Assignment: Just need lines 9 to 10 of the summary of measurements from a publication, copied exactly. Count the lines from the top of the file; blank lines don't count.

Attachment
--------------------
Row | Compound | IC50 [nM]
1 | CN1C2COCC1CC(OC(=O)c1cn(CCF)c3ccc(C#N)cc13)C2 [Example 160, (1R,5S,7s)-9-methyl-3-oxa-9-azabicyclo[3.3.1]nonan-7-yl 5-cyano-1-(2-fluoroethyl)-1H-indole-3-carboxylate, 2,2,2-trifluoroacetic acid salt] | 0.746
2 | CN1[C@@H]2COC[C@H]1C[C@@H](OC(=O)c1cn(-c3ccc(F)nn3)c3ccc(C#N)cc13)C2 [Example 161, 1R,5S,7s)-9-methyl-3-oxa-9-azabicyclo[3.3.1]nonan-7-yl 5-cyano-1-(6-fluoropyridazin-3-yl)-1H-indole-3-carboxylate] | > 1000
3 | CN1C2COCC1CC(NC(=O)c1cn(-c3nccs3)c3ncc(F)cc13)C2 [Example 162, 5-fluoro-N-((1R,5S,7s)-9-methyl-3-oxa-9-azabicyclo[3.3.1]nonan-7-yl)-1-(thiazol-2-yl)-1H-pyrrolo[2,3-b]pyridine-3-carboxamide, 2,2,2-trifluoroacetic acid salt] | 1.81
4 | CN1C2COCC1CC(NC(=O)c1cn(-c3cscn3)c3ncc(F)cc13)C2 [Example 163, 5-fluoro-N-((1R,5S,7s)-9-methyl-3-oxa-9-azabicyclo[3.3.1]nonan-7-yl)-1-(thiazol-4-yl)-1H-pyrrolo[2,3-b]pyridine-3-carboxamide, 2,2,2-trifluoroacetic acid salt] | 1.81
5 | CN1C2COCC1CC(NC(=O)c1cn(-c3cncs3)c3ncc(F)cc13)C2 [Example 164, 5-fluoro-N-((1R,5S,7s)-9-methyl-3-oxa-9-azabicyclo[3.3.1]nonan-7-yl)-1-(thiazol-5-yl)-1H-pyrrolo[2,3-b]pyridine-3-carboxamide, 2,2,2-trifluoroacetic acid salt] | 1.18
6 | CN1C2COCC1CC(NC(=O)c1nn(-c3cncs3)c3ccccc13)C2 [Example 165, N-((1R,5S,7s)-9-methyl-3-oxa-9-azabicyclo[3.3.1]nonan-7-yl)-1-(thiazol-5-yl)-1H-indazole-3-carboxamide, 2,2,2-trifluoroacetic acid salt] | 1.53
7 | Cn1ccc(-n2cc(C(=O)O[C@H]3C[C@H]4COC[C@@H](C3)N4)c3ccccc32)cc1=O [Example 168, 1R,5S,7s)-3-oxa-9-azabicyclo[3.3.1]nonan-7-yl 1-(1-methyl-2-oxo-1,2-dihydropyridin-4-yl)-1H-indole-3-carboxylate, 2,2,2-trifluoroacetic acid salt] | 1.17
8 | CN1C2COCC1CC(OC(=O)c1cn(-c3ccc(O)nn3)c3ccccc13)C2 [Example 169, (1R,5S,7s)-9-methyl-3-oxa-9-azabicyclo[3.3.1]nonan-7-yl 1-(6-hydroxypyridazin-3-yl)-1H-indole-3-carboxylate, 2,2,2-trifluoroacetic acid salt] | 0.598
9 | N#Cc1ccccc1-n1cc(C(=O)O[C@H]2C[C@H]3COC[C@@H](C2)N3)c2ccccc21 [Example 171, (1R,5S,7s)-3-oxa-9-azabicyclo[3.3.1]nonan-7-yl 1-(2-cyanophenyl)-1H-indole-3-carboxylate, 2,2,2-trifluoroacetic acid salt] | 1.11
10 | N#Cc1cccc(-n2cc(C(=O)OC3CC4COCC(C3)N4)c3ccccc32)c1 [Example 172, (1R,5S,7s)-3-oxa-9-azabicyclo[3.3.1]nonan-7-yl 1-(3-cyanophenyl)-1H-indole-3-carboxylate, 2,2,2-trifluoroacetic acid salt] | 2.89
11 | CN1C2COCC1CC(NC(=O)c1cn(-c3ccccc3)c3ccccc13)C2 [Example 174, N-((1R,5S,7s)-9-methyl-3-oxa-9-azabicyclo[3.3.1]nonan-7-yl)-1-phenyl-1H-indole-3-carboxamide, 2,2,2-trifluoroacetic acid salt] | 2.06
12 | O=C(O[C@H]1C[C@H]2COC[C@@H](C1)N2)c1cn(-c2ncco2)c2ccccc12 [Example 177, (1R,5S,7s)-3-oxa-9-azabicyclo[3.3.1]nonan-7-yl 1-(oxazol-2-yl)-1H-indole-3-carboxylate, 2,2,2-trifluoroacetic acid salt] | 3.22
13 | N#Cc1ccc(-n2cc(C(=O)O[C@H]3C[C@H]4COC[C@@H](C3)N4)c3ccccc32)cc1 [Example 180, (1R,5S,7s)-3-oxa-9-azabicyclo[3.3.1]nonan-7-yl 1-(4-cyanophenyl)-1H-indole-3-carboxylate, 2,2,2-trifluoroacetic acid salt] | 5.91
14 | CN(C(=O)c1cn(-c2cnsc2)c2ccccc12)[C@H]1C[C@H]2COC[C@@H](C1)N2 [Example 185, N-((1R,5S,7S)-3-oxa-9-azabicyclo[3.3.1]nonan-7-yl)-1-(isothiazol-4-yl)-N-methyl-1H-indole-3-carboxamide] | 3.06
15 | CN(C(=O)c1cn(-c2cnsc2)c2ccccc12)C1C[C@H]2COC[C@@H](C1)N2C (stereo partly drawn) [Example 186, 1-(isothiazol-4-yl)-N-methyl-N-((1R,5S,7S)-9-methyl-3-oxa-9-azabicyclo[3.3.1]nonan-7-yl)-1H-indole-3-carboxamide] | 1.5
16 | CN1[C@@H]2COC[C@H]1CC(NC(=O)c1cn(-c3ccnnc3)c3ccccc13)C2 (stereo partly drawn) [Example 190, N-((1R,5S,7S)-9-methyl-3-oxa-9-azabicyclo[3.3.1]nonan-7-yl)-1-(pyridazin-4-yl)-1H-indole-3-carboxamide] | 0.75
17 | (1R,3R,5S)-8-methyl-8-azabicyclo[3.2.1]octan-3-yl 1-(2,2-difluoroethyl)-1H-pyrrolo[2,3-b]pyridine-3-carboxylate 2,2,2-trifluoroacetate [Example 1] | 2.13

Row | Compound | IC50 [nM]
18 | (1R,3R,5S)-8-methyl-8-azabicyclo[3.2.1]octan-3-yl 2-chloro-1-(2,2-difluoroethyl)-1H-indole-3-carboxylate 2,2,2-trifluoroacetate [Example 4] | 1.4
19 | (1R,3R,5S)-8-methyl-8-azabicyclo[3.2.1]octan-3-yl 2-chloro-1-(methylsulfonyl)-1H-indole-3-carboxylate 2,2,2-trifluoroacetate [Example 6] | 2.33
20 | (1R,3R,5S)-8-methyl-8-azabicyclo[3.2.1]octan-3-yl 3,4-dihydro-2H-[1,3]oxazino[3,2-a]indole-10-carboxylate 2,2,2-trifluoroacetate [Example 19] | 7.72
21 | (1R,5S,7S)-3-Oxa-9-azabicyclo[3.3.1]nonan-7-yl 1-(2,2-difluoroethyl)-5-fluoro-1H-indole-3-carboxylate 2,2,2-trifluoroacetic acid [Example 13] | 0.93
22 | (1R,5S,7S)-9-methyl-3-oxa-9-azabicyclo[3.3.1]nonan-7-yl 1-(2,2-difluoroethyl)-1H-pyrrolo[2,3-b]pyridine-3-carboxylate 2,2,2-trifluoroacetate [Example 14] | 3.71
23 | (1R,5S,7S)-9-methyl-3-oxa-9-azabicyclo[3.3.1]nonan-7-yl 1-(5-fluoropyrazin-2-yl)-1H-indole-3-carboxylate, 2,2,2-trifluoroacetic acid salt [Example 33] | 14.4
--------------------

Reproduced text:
8 | CN1C2COCC1CC(OC(=O)c1cn(-c3ccc(O)nn3)c3ccccc13)C2 [Example 169, (1R,5S,7s)-9-methyl-3-oxa-9-azabicyclo[3.3.1]nonan-7-yl 1-(6-hydroxypyridazin-3-yl)-1H-indole-3-carboxylate, 2,2,2-trifluoroacetic acid salt] | 0.598
9 | N#Cc1ccccc1-n1cc(C(=O)O[C@H]2C[C@H]3COC[C@@H](C2)N3)c2ccccc21 [Example 171, (1R,5S,7s)-3-oxa-9-azabicyclo[3.3.1]nonan-7-yl 1-(2-cyanophenyl)-1H-indole-3-carboxylate, 2,2,2-trifluoroacetic acid salt] | 1.11